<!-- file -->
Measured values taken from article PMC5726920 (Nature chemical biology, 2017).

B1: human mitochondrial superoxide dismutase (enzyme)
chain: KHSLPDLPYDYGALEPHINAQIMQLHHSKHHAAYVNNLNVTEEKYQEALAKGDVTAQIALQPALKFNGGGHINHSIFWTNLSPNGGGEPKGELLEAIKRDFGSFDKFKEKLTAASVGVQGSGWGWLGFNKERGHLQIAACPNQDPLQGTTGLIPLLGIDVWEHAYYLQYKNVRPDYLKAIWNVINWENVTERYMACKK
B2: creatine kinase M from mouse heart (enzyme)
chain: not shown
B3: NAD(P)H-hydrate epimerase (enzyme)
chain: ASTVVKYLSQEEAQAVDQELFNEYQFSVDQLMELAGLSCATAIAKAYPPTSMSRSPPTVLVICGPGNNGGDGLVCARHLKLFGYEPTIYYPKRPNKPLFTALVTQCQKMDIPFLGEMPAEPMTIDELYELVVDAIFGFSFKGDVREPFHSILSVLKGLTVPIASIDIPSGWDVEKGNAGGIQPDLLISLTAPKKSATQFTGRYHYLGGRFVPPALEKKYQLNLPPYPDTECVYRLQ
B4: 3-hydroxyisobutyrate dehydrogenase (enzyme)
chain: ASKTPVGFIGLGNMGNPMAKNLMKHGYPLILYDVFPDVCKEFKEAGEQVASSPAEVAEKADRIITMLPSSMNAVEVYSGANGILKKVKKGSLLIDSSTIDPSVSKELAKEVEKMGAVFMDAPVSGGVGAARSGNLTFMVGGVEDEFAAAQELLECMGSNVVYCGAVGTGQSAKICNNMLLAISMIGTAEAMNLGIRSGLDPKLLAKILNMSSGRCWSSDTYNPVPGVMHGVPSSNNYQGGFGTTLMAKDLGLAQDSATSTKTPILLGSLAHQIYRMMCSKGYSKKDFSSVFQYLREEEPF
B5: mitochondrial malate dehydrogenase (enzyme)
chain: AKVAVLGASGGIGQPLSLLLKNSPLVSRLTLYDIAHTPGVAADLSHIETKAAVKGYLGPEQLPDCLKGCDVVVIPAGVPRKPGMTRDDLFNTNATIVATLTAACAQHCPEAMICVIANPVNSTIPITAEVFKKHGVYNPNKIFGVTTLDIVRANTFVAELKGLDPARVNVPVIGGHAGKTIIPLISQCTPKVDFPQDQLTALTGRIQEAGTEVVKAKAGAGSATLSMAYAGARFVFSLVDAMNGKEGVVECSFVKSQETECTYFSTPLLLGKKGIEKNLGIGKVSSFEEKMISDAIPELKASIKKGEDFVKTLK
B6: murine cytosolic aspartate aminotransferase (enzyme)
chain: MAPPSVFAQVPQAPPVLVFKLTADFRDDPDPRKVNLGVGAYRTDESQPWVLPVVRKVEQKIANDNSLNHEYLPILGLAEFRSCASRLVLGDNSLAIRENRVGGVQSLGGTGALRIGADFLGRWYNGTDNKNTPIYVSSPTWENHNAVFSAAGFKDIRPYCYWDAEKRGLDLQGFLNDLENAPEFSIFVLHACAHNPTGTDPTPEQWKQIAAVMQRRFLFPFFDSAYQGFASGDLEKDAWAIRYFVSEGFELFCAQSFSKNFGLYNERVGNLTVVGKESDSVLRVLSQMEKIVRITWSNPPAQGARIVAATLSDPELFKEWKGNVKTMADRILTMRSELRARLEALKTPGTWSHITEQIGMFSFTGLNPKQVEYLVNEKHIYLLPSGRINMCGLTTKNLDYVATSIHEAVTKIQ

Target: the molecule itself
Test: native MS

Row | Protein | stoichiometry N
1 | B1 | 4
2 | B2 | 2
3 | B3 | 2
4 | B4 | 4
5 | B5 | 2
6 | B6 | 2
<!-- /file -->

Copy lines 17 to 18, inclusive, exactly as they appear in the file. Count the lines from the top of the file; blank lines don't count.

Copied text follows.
1 | B1 | 4
2 | B2 | 2